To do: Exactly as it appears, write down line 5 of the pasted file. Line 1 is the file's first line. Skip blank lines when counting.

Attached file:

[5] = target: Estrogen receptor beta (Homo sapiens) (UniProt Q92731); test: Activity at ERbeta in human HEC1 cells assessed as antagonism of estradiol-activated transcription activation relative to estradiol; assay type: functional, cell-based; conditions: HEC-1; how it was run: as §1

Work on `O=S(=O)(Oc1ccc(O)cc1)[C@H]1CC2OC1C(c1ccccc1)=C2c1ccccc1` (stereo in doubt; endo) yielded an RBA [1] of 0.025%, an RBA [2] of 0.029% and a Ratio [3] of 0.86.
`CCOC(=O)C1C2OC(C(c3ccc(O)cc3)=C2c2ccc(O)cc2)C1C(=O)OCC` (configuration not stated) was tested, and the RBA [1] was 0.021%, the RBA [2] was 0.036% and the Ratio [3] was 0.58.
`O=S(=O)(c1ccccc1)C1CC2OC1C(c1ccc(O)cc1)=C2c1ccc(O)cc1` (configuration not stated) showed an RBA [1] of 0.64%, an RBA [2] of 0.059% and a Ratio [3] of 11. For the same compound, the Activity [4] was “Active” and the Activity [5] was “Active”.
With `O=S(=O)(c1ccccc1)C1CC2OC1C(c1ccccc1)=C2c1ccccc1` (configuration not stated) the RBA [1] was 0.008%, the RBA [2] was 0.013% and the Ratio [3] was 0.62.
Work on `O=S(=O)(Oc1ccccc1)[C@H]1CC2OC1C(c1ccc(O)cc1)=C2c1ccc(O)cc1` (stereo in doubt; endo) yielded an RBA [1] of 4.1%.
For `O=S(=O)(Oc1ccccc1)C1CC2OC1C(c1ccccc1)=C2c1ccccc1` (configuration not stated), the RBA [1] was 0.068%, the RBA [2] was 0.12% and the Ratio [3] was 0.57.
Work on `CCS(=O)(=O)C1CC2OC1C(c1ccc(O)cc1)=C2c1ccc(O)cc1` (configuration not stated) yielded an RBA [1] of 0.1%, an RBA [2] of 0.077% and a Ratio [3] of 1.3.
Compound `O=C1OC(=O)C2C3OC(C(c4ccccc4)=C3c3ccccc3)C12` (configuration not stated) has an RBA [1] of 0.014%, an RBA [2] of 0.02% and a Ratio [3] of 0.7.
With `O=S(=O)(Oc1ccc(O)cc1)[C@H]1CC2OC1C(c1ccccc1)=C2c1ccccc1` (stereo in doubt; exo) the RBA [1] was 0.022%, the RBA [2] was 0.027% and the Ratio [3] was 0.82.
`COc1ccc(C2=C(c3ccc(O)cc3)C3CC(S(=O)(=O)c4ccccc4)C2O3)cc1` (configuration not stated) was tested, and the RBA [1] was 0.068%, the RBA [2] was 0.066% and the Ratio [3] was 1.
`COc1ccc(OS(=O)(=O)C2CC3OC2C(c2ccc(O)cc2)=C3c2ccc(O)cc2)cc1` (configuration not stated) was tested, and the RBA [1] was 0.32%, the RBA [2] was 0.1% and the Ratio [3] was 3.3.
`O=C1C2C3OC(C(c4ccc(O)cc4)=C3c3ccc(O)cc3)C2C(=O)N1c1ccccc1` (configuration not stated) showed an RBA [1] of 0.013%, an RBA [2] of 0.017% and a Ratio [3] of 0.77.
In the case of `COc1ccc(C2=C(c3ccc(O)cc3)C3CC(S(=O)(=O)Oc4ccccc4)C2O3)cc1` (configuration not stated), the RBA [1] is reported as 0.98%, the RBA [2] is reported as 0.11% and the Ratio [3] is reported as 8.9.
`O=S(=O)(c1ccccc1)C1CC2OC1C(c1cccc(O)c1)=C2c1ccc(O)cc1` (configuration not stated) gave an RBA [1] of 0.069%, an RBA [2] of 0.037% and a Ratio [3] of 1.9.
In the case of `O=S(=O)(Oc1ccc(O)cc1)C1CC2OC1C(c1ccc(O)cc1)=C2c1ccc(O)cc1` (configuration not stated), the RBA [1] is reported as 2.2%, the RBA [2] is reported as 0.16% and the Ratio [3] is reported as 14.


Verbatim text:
With `O=S(=O)(c1ccccc1)C1CC2OC1C(c1ccccc1)=C2c1ccccc1` (configuration not stated) the RBA [1] was 0.008%, the RBA [2] was 0.013% and the Ratio [3] was 0.62.